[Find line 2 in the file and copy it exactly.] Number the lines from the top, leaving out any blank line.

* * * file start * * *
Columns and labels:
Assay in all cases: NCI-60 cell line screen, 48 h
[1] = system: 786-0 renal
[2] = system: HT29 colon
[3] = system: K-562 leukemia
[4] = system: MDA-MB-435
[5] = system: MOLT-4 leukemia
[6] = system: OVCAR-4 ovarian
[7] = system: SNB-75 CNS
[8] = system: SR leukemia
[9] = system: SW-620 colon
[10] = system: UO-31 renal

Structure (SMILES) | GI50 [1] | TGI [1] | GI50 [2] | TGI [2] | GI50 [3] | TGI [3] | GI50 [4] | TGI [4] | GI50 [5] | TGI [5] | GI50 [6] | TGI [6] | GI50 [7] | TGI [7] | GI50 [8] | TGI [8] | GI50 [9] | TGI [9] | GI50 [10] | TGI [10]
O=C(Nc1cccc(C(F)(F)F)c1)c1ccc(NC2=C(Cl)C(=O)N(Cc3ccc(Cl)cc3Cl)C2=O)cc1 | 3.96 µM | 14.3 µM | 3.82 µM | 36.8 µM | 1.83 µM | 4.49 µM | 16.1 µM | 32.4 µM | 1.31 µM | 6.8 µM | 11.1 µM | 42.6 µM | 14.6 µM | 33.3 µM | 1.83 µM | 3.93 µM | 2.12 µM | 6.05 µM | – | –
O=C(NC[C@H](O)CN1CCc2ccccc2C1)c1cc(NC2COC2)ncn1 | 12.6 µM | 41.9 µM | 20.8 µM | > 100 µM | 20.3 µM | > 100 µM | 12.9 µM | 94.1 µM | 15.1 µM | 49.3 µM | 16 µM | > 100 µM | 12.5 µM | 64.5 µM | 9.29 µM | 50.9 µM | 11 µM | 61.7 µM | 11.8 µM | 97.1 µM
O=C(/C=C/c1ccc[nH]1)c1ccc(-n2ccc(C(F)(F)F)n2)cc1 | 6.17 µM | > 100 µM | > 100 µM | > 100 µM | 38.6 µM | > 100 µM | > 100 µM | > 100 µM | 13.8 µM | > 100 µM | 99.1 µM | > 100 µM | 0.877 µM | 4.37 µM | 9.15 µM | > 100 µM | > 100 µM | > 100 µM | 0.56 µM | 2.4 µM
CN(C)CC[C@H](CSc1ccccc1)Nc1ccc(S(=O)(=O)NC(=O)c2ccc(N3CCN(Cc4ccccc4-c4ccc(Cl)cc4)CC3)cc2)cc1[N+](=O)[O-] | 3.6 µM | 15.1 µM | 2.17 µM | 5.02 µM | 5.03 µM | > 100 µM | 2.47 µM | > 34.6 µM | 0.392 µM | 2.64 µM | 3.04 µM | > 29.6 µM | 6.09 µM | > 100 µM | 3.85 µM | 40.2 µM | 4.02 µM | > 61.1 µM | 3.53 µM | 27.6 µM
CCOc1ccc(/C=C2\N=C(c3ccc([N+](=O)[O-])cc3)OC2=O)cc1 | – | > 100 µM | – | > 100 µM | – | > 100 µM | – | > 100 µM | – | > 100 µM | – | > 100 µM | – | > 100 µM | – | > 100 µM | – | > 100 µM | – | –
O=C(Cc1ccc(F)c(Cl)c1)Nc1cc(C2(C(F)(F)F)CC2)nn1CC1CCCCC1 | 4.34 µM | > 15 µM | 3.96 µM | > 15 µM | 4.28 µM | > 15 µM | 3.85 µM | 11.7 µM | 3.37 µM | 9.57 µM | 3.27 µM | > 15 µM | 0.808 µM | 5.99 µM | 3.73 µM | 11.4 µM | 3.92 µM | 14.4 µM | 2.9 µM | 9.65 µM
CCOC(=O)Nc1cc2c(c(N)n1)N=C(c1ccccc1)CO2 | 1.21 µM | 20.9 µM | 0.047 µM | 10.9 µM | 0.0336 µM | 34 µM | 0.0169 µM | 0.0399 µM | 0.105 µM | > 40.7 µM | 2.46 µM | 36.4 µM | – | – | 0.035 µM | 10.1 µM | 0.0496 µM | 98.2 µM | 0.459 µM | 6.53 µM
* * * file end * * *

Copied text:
Assay in all cases: NCI-60 cell line screen, 48 h